Other Common Questions and Tips for Parents
Are COVID-19 health risks for younger children and teens different?
Dr. Snider says, “Some teenagers’ [symptoms] probably are closer to what you would see in adults. However, in general, there’s still so much to be learned about pediatric COVID-19. I think the key thing though for the fall, to keep your classroom and your community healthy is that if your kids are sick, definitely keep them out of school and figure out how to assess them.”
Will teaching my children to be safe by wearing masks and social distancing, etc. instill fear in them? How do we teach them to be cautious without making them anxious and afraid?
“We know that both children and adults adjust to new things better when they understand them. Explaining to your children why people are wearing masks and standing far apart will help them. Any fears they already have may likely be worse than the reality,” says Dr. Gutterman.
“It’s also a good idea – especially with younger children – to ask them first what their understanding is about why people are wearing masks and standing far apart. Knowing what they think and understand will dictate how you explain things to them.
“At this point, children have been seeing more people wearing masks both outside the home and on television,” says Dr. Gutterman. “While younger children may have a harder time understanding the concept of a virus you can’t see, most of them do understand catching a cold and getting sick. They can understand the concept that masks help keep us healthy.”
How can you balance life, work, and school if everyone is at home?
According to Dr. Gutterman, if your children are learning at home, try to structure the day similar to the one you might have in a school setting.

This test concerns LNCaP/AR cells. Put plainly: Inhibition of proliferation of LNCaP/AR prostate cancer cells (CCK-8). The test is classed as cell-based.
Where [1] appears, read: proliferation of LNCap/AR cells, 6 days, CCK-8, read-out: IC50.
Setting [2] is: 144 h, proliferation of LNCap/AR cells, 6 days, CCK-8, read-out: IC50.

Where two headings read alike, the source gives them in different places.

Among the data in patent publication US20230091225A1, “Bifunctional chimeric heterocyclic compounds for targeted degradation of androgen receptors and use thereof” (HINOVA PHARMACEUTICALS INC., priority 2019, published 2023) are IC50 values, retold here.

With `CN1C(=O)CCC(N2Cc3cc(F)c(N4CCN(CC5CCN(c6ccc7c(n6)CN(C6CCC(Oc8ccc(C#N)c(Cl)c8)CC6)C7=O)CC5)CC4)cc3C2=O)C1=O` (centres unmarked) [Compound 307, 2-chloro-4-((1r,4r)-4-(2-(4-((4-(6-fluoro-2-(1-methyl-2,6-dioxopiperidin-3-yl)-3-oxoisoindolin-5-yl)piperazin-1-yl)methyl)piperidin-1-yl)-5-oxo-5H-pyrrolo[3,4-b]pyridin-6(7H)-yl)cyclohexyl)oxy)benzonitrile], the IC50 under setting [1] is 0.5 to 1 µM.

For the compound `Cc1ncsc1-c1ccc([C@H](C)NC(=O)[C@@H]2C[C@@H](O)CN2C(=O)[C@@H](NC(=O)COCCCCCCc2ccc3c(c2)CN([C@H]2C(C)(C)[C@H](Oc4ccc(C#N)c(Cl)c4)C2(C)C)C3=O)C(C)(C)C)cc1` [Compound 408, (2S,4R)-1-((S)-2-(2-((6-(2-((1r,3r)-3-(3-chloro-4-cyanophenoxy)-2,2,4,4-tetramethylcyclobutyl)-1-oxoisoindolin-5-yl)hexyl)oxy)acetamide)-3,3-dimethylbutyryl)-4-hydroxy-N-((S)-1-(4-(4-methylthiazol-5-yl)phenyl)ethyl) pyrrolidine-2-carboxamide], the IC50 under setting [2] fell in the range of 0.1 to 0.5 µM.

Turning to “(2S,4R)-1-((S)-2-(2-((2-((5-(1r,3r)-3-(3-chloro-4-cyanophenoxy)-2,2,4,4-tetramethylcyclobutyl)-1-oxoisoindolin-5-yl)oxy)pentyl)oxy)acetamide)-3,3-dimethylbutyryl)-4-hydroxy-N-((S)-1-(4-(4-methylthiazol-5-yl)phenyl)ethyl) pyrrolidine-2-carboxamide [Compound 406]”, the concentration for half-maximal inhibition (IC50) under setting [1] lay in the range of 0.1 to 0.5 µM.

“Talk with your children, let them be a part of setting up the day,” says Dr. Gutterman. “Make sure that you set up certain subjects during certain times of the day, and that as a parent or parents – if you are working from home – you take breaks at certain times during the day when kids might need help with particular types of subjects. You want to make sure you have a break too…If you’re fortunate to have a two parent household where both are at home, you can tag-team with each other, and should do that throughout the day.”
Need Tips for Returning to College During COVID-19?
Watch this WFMY News 2 interview with Dr. Gutterman and Dr. Snider for tips for college students and parents.
Our Health Team is Here to Help
You probably have more questions around these issues, and we want you to know that the team at LeBauer HealthCare is here for your family. We offer behavioral health services (counseling) for children ages 3 and up, and our primary care for families is open to patients of all ages at eight locations in the Triad area.
If you’re looking for a new doctor, use this easy online form to request an appointment for you or your child today.